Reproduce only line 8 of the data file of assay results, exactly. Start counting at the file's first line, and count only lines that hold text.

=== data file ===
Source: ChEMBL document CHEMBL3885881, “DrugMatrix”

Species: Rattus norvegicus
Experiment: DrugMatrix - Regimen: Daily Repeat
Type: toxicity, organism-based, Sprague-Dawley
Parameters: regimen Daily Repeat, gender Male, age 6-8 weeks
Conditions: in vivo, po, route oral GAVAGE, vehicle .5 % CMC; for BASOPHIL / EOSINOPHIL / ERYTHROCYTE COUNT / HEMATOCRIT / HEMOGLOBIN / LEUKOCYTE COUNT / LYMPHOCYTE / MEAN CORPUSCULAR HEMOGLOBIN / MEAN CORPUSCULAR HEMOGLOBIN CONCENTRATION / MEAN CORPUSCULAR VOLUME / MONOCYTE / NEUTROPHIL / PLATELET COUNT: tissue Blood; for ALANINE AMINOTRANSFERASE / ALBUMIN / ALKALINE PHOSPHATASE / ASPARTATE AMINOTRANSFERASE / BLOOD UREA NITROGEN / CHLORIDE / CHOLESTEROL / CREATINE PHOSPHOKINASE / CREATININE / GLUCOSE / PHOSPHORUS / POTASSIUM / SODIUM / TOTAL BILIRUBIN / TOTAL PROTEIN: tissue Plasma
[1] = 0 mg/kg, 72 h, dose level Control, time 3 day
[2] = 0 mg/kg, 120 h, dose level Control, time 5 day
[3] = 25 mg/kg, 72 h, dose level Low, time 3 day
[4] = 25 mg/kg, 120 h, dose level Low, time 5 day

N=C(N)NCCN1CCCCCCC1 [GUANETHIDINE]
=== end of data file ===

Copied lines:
[2] = 0 mg/kg, 120 h, dose level Control, time 5 day